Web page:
Alaska snow crab harvest slashed by nearly 90%, tanners by 53%
The snow crab is a mainstay of the Alaska crab boat fleet — much of it based in Washington — and the 2021-22 catch limit of 5.6 million pounds, announced Oct. 8, is down 88 percent from the previous season.
The 2021 fall harvest of Bristol Bay red king crab, another important source of revenue for that fleet, was canceled for this year because of too few females. The combined impacts of the closure and snow crab cutbacks are a big financial hit to crabbers who in past years have grossed more than $200 million from the two harvests.
At a meeting of the North Pacific Fishery Management Council this week, crabbers called for additional restrictions in other harvests.
“I implore you to do whatever is necessary to keep the crab fisheries sustainable,” said Jenny Gore Dwyer, whose family owns three North Pacific crab boats, in Oct. 6 testimony before the council. “First and foremost we are a business based on fishing crabs in the Bering Sea … But for us, it’s not just a business, it’s a way of life.”
Scientists who study the snow crab are scrambling to understand what happened to them in the aftermath of dire summer survey results that included a more than 99 percent drop in immature females compared to those found three years earlier, as well as substantial drops in mature males and females.
The changes in the Bering Sea include dramatic declines in winter ice cover in 2018 and 2019, which resulted in reduced size of a cold pool on the bottom favored by young crab.
Some of the causes for the population decline likely include increased predation of the young snow crab by cod which typically stay out of the cold pool as well as overall stress caused by the higher temperatures, according to federal and Alaska state scientists who spoke during the virtual council meeting. Researchers also have tracked increased disease.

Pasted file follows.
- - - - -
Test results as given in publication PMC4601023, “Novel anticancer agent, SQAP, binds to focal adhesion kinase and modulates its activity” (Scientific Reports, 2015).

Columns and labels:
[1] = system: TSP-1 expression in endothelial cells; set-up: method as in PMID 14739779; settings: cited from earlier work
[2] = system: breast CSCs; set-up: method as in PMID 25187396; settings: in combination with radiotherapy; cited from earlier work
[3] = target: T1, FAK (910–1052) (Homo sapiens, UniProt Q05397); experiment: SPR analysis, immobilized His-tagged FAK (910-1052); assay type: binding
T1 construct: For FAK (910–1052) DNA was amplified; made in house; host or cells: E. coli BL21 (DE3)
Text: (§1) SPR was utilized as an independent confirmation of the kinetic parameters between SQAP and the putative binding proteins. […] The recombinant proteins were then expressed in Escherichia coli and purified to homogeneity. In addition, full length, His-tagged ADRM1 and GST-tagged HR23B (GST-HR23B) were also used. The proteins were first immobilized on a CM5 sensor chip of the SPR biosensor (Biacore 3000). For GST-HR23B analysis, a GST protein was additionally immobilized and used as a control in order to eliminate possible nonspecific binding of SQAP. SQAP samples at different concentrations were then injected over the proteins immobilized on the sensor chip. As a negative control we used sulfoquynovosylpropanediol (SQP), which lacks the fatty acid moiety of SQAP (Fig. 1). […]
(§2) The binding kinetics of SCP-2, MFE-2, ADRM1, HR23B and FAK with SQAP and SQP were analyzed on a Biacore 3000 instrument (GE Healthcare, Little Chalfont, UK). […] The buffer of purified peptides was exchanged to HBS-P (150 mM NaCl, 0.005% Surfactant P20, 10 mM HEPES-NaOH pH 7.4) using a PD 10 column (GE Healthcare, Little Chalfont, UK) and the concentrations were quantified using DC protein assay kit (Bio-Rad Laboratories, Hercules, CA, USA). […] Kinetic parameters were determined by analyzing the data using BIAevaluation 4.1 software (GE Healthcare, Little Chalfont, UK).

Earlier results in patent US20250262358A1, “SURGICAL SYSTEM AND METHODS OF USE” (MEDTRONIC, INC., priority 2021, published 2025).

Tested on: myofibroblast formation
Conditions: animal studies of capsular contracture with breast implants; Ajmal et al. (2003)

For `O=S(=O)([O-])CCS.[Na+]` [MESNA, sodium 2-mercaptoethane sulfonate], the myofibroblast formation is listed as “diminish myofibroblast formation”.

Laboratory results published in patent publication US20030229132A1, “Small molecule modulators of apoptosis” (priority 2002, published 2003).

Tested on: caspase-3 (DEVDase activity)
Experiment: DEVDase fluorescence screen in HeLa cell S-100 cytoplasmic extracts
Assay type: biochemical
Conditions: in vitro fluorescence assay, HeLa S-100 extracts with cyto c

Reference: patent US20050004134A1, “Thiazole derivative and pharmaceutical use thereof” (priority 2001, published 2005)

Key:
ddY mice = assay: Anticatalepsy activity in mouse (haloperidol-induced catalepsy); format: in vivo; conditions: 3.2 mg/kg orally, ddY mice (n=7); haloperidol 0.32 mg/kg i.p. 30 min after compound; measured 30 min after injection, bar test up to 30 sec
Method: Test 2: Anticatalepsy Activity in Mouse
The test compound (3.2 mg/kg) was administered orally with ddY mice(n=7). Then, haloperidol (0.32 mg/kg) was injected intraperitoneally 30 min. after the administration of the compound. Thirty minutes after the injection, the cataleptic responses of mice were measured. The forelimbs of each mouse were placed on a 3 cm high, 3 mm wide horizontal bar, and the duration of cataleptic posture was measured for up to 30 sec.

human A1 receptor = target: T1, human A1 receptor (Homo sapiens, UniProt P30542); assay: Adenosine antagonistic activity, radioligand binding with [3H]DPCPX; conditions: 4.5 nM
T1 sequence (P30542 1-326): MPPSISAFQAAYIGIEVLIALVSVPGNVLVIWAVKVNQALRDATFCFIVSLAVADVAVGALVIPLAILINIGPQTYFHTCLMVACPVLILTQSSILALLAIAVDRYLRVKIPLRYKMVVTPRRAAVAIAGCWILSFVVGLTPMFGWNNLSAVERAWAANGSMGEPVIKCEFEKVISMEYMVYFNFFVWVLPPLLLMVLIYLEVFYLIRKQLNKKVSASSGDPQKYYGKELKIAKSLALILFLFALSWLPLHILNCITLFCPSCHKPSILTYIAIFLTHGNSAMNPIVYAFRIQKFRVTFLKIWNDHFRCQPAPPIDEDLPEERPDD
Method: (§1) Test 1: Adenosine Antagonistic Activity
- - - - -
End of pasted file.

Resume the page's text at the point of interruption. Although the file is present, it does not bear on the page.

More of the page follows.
As the sea bottom warmed, snow crab also appear to have moved much farther to the northwest and in deeper waters than in years past. But scientists, in testimony to the council, said the evidence indicates a big downturn in the population — not just a migration out of the survey zone.
“We really do think that … some sort of mortality event did occur,” said Katie Palof, an Alaska Department of Fish and Game biologist who advises the North Pacific council about crab.
Formed by a landmark 1976 federal law that extended U.S. control over the 200-mile fishery zone off the nation’s coasts, the council — composed of state, industry and federal officials — develops harvest plans in the Bering Sea and the Gulf of Alaska.
In an Oct. 6 vote, the council approved a maximum allowable snow crab harvest of 12.4 million pounds for 2021-22.
The State of Alaska, which sets the final quota, opted for a considerably lower 5.6 million pounds. Also on Oct. 8, the state set a quota of 1.1 million pounds for Bering Sea bairdi crab, down 53 percent from the previous season.
The crab and fish harvests in the Bering Sea collectively rank as the most valuable fisheries in North America, and the federal council, when it resumes meeting next week, is expected to consider additional restrictions in some other harvests because of the low number of snow and king crab.
Bycatch and trawlers
The accidental, or bycatch, of crab by other fleets has come under increased scrutiny, although biologists at the council meeting did not find that was a big contributor to the crabs’ decline.